Encantadia airs weeknights after 24 Oras, on GMA Network in the Philippines.

Theater: Kung Paano Ako Naging Leading Lady The Musical

"Kung Paano Ako Naging Leading Lady The Musical"

Being a maid is tough enough, but when Mely lands a job under a group of superheroes, she steps up to the unique challenge for the sake of her family. Based on Carlo Vergara’s one-act play and graphic novel of the same title, Kung Paano Ako Naging Leading Lady the Musical revolves around Mely and Viva’s sibling relationship, made complicated by an unsettling past and a budding romance, all in the context of an ongoing war between the superhero and supervillain teams. The musical takes us through the journey of the characters as each tries to find his/her place in the world.

I’m torn.

On the one hand, I liked the musical enough that I want people to watch it.

On the other hand, I really want to break it down and remake it into something else. Something that’s the same, but also very different.

I actually wrote a very lengthy piece about the things I didn’t like about the musical, before I erased the whole thing. Because I wasn’t talking about the musical I watched anymore. I was already molding it into becoming a different animal altogether. I was turning it into something that was mine. And it’s not.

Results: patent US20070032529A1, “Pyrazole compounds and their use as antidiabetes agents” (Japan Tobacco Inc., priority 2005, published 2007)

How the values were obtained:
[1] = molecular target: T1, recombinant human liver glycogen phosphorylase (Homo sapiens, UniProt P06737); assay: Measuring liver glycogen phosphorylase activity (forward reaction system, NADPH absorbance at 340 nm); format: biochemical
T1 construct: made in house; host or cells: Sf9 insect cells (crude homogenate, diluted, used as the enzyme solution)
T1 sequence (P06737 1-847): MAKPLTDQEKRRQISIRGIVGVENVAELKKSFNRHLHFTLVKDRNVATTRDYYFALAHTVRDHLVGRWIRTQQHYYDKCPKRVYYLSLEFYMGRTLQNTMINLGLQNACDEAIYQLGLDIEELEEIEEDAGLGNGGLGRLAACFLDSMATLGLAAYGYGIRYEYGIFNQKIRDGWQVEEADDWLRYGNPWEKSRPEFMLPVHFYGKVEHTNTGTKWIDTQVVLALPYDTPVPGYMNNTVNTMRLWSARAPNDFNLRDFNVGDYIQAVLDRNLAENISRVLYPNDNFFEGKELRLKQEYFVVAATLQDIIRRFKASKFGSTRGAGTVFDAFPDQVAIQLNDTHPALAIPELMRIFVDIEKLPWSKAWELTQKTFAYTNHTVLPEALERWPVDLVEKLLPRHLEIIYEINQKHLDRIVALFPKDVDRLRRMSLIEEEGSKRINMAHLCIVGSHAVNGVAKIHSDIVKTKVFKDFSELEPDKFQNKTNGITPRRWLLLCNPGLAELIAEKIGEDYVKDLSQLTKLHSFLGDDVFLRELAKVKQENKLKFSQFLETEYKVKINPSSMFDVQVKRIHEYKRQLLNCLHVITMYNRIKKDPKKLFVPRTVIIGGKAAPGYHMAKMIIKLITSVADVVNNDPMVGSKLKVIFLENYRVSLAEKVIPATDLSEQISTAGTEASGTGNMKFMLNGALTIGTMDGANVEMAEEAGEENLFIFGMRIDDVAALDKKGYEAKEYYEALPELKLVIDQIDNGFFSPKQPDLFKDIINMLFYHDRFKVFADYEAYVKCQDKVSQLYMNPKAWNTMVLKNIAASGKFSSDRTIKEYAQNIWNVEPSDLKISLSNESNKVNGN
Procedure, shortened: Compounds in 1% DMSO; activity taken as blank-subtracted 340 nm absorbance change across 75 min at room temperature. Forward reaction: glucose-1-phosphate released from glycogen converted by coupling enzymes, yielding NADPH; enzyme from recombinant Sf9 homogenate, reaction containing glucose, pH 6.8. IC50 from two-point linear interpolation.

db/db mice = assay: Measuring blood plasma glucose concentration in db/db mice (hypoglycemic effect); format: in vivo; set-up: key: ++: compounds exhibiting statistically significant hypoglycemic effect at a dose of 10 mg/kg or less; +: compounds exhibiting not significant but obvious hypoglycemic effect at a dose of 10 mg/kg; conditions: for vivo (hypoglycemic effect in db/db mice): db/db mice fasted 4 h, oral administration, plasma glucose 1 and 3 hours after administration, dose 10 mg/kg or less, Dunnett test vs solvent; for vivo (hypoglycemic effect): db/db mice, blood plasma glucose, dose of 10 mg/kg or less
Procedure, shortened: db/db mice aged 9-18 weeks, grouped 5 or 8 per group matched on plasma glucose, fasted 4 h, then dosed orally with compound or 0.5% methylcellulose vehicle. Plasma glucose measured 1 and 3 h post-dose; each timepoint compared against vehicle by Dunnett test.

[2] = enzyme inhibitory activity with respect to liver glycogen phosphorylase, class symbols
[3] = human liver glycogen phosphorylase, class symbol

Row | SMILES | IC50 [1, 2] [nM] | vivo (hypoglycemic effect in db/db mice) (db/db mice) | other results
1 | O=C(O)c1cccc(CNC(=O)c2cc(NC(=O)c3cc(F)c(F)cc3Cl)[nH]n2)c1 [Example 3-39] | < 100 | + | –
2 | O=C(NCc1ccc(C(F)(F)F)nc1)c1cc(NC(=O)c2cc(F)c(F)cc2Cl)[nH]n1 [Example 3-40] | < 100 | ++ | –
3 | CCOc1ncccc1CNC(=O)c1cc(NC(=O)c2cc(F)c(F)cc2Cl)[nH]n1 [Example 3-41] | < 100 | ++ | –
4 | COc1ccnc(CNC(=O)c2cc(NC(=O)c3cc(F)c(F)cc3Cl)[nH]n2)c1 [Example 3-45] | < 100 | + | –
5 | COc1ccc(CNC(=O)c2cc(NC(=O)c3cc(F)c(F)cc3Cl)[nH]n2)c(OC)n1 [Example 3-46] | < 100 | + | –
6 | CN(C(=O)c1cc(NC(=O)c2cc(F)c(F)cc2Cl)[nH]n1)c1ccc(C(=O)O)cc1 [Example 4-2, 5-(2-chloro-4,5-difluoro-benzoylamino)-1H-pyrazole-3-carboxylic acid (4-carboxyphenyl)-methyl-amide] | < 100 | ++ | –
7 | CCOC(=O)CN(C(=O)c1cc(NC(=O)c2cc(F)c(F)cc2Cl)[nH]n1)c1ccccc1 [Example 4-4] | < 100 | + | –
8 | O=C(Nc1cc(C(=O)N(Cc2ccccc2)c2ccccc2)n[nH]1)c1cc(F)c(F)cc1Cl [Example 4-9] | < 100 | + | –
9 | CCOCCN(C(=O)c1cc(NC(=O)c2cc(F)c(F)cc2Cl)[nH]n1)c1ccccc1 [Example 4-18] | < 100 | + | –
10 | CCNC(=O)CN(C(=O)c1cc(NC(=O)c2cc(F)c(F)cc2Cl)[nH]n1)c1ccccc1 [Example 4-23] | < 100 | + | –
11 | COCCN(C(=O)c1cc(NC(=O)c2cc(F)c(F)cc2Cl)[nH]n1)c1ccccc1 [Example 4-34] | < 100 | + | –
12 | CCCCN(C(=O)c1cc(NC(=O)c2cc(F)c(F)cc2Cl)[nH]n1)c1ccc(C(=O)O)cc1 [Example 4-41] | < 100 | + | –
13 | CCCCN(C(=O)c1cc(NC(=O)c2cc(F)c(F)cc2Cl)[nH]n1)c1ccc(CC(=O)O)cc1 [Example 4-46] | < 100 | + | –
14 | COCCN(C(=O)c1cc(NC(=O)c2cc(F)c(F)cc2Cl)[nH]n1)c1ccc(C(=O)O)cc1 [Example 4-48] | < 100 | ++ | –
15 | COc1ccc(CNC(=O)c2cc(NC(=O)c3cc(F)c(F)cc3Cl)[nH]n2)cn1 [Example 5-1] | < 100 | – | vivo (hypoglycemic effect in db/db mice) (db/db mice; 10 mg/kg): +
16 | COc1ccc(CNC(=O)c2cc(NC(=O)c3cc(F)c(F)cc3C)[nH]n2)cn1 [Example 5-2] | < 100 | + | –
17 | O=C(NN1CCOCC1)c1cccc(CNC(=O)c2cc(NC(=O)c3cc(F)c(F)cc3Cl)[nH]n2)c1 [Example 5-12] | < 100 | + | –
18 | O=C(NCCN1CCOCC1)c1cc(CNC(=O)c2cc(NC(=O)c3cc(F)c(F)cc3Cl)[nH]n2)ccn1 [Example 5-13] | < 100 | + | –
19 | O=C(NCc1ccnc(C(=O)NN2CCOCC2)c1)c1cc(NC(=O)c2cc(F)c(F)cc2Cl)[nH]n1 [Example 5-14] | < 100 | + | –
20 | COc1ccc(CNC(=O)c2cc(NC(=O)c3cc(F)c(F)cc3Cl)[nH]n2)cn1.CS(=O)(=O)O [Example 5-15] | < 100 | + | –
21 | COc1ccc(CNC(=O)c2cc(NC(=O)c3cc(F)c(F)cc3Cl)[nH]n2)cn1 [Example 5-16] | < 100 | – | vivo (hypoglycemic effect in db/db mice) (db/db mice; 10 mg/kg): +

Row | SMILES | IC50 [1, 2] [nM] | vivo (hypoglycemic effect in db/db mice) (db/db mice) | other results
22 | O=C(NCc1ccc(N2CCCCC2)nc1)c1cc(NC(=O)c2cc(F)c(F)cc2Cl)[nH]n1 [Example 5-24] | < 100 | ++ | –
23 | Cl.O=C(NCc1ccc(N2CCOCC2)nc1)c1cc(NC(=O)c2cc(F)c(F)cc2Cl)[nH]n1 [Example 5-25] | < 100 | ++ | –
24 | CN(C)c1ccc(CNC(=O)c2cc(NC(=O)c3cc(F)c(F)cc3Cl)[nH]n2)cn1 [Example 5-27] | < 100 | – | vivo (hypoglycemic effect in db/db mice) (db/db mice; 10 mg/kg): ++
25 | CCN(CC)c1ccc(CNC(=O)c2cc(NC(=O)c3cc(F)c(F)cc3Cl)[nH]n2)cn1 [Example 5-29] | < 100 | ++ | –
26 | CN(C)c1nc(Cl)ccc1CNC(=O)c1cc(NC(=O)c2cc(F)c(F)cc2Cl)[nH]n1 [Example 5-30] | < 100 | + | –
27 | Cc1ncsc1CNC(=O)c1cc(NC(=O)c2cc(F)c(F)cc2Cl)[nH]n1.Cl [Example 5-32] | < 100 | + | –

Kung Paano Ako Naging Leading Lady The Musical is the truest form of a Carlo Vergara child that we will get… for now. And it is special child. Unique. Beautiful to many, and to its creator–but not to me.

And it pains me to say that. Because I really, really wanted to like Kung Paano Ako Naging Leading Lady The Musical. Well, I really, really wanted to like it more than I do.

I don’t.

I’m not going to segregate my reactions from bad to good, because there really isn’t anything bad about the musical. But there’s a lot of good in here that I feel was wasted. Which is why I’m not one-hundred-percent raving about the musical.

And here they are:

Nena Babushka and the love triangle that had an imaginary angle. I loved Nena’s character. I loved how tragic her love was for Leading Man. (And I loved the innocence that actress Giannina Ocampo brought to her character’s affections.) Unfortunately, because Kung Paano Ako Naging Leading Lady is really a story about Mely and her sister Viva, the love triangle between Mely, Leading Man, and Nena wasn’t explored. And this is one of the reasons why I am torn.

As already established, I loved Nena’s character. But if her story wasn’t really going anywhere, why include it in the first place?

Then, there’s the Kayumanggilas and Senyor Blangko–the scene stealers.

As the musical’s main villains, I know we were supposed to root against them. But from the moment they were first introduced, I couldn’t help but cheer whenever they would come on stage. They were just so much more fun than our protagonists. And, from the looks of it, the actors were having more fun too.